Canada's Economy Shows Early Strength
Written BY: Logan Broyles
Canada’s manufacturing sector has led the economy toward continued strength. Expanding 0.5 per cent in January, this growth matches previous economic forecasts.
This expansion, although predicted, was almost a surprise. Economists have been worried that retail sales 0.3 per cent decline during the month would affect the overall result. Luckily, the automotive industry came to the rescue with 2.8 per cent growth in January. There’s been additional strength in the manufacturing, transportation and wholesale trade industries. These sectors are what pushed Canada’s gross domestic product to its total 0.5 per cent rise. Fortunately, the oil price increase’s impact on the economy has been minimal.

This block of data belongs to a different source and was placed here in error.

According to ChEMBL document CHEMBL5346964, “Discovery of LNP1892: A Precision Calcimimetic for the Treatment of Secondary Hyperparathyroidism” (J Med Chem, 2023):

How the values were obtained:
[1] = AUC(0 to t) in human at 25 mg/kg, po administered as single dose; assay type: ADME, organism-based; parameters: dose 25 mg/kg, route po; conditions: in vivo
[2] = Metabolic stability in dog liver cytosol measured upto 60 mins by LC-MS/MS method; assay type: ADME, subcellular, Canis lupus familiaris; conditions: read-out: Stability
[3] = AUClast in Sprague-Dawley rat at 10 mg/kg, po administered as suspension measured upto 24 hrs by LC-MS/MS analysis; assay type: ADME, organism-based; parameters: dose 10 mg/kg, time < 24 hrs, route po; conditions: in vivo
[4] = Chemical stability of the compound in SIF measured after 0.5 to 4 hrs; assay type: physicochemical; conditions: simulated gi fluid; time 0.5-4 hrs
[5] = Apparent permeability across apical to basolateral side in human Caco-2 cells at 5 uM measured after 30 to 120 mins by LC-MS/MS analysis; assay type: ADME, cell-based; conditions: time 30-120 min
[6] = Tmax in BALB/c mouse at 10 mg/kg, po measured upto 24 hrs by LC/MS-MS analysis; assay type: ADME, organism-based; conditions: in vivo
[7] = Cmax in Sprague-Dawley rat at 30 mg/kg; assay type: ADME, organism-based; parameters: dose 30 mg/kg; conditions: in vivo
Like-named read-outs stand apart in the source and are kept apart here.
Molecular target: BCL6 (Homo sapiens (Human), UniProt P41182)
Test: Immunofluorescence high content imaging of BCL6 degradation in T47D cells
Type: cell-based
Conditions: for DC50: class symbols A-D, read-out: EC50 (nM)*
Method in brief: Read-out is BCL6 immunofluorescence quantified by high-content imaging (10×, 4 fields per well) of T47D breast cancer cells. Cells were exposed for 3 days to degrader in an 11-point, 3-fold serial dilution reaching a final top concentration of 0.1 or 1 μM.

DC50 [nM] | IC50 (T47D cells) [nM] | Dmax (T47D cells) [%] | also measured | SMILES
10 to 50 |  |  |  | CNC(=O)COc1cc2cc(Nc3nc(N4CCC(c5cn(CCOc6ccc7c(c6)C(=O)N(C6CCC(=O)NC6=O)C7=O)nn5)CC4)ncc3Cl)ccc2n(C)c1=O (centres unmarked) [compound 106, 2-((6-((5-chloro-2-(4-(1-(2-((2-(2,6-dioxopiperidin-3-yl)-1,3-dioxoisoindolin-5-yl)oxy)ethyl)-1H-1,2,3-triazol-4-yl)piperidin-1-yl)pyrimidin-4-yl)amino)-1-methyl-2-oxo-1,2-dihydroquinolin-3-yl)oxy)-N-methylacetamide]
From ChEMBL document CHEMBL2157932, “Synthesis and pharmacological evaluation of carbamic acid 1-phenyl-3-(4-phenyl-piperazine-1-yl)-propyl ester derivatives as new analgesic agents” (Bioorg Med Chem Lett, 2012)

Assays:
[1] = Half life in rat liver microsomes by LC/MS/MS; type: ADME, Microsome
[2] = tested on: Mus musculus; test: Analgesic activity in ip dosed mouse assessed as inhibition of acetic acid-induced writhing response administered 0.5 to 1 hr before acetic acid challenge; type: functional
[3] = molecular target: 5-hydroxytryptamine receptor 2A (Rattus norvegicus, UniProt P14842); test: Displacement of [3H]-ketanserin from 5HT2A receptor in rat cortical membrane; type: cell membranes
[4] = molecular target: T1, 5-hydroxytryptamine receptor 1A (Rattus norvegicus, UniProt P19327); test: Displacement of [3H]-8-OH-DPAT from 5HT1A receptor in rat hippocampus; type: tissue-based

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This rise is similar to December’s figures, pointing toward a recovering economy. Although predictions are never perfect, Canada’s economy is expected to grow through Q1 of 2011 and is on track for a potential four per cent rise also in the first quarter. A potential disruption due to the Japan earthquake and tsunami disaster as well as global turmoil may have detrimental effects to the economy in Q2, but only time will tell.
This new data points to the Bank of Canada revisiting its lukewarm analysis of the economy taken in January. Previously predicted to have 2.4 per cent growth, economists are readjusting their forecasts to suggest, instead, a rise to three per cent. It is speculated, though, that the Bank of Canada may wait to readjust its prediction until after Canada’s own political turmoil ends after elections in May.